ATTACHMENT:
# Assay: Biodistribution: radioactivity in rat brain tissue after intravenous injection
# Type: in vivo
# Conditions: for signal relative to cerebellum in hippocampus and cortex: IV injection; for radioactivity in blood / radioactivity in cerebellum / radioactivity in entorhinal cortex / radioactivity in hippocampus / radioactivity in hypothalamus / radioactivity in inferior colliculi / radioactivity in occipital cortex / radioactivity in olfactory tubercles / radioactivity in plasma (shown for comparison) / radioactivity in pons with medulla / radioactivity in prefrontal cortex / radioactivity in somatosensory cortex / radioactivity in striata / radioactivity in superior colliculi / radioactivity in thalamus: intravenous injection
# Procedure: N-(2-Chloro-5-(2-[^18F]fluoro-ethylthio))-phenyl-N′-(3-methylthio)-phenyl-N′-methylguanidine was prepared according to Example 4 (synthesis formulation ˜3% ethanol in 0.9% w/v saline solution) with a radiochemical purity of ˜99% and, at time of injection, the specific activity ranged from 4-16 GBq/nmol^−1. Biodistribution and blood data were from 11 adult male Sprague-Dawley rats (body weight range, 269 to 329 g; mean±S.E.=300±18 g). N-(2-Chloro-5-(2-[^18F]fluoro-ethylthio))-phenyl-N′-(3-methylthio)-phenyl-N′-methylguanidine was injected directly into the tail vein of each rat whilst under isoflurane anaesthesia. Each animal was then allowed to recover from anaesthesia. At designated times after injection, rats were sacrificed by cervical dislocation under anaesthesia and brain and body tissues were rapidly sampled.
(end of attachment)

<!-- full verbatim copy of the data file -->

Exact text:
# Assay: Biodistribution: radioactivity in rat brain tissue after intravenous injection
# Type: in vivo
# Conditions: for signal relative to cerebellum in hippocampus and cortex: IV injection; for radioactivity in blood / radioactivity in cerebellum / radioactivity in entorhinal cortex / radioactivity in hippocampus / radioactivity in hypothalamus / radioactivity in inferior colliculi / radioactivity in occipital cortex / radioactivity in olfactory tubercles / radioactivity in plasma (shown for comparison) / radioactivity in pons with medulla / radioactivity in prefrontal cortex / radioactivity in somatosensory cortex / radioactivity in striata / radioactivity in superior colliculi / radioactivity in thalamus: intravenous injection
# Procedure: N-(2-Chloro-5-(2-[^18F]fluoro-ethylthio))-phenyl-N′-(3-methylthio)-phenyl-N′-methylguanidine was prepared according to Example 4 (synthesis formulation ˜3% ethanol in 0.9% w/v saline solution) with a radiochemical purity of ˜99% and, at time of injection, the specific activity ranged from 4-16 GBq/nmol^−1. Biodistribution and blood data were from 11 adult male Sprague-Dawley rats (body weight range, 269 to 329 g; mean±S.E.=300±18 g). N-(2-Chloro-5-(2-[^18F]fluoro-ethylthio))-phenyl-N′-(3-methylthio)-phenyl-N′-methylguanidine was injected directly into the tail vein of each rat whilst under isoflurane anaesthesia. Each animal was then allowed to recover from anaesthesia. At designated times after injection, rats were sacrificed by cervical dislocation under anaesthesia and brain and body tissues were rapidly sampled.